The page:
On Sunday the 22nd, the Philadelphia Inquirer released a feature write up about me and my condo for its Haven column in the Real Estate section! I got permission to share it with you all, so please enjoy!
‘SHOWING AN ART DECO FLAIR’
by Sally Downey for the Inquirer
Pale mauve foyer walls are striped in silver. Silver medallions pattern a black wall in the powder room. Silver satin pillows are tossed on a curved aubergine sofa in the living room. A beveled glass dining table reflects a glittering crystal chandelier. Arcs of pink streak across a gray wall in a home studio where the computer screensaver flashes bands of pink and purple.
Visitors to Arlene Bobb and Steve Lipschutz’s Bala Cynwyd condominium at the Corinthian are transported back to an era when fine design featured rich materials, curved forms, polished surfaces, and bright colors. When Bobb, an interior designer, decorated her condo 15 years ago, she said, “Art deco was my inspiration.”
The style, popularized by an international exhibit in Paris in 1925, evokes glamour and exuberance. Bobb and Lipschutz’s exuberant environment became a pleasant place to shelter during the pandemic when they were deprived of favorite pastimes: going to the theater, dining out, and traveling.
Because the eighth-floor unit was under construction when the couple bought it, Bobb was able to customize the space. She drew a diagram of the wiring to position ceiling lights and wall sconces where she wanted them.
For flooring, she chose walnut hardwood for the dining and living rooms; low-pile pale cream carpet for the bedroom, den and her studio, and marble for the foyer, kitchen, two baths and powder room. Baseboards were painted faux marble to match.
The deep pink dining room has an accent wall of oversize pink blossoms on a white background. When her clients crave a large-patterned wall covering for a small space, she said, she tells them “just do it.”
The kitchen features dark-stained wood cabinets, black granite countertops, and a white tile backsplash brightened by a collage of tiles in different shapes and colors over the sink. A similar collage crafted of stained glass was installed over the tub in the main bathroom.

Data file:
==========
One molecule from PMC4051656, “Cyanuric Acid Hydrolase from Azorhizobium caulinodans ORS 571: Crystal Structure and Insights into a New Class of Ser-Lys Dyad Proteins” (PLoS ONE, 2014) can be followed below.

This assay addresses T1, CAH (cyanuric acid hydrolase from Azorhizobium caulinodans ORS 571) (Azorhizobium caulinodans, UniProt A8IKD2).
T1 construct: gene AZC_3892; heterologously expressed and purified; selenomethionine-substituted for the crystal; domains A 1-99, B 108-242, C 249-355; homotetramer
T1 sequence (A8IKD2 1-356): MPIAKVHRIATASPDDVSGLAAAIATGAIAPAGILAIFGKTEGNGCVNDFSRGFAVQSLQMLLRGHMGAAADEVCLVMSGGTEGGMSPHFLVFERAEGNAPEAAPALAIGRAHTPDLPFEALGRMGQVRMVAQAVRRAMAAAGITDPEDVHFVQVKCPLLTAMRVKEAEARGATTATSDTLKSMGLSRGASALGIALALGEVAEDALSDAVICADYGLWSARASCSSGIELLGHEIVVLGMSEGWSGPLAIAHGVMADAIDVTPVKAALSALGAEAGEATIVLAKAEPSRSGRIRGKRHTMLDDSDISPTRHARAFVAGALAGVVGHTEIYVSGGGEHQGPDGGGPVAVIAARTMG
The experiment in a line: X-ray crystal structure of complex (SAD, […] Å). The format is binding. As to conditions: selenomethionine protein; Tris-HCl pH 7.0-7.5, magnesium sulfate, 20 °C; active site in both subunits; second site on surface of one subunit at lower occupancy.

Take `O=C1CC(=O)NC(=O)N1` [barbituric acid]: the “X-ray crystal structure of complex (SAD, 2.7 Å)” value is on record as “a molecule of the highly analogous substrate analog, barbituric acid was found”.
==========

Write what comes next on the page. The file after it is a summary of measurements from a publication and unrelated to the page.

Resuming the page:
With ceilings only eight feet high, Bobb chose narrower than standard crown molding.
A curved mohair couch and glass dining table with a Lucite base were custom made. The striped living room chairs, white and black dining chairs, tall headboard in the bedroom and other furnishings came from the former Marketplace Design Center in Philadelphia. The silver ottoman in the bedroom was purchased from a shop in Wayne, and the art deco bedroom mirrors are from ABC Carpet and Home store in Manhattan.
Striped sheer curtains hang on either side of the patio door. There is no need for heavy window coverings, Bobb said, because, with a light-filtering film covering the glass, “nothing fades.”
The curved balcony overlooks the condominium’s entrance and circular garden with its three-tiered fountain, shrubbery and pink and white impatiens. The balcony’s flower boxes brim with blossoms and bright green sweet potato vines. Wrought iron chairs have white and bright green-patterned cushions.
Steve Lipschutz, a lawyer, is back in his Center City office, but when he worked from home, he used the den. With its gray grass-cloth wall covering, its decor is more masculine than the rest of the condo, Bobb said. In a corner is a three-foot fabric sculpture of an African tribesman, which the couple found on a trip to Africa. Decorative plates on the bookshelf came from trips to Bali, Hong Kong and Cuba.
Framed family photos are displayed on the living room coffee table with pieces of art glass. When they met 17 years ago, Bobb and Lipschutz were both divorced, and each had two grown children. They now have three grandchildren each. Bobb describes herself and Lipschutz as “in our 70s and still working with no plans to retire.”
During the pandemic, Bobb, who has a degree from Moore College of Art and Design, took an online course to become a certified living in place professional. She advises older clients how to make design decisions that improve their well-being and tries to practice what she preaches. She got rid of a rug in the den — “a slipping hazard,” she said — and plans to install more grab bars in the bathrooms.
Bobb wants her clients’ homes and her own condo to be safe, as well as stylish.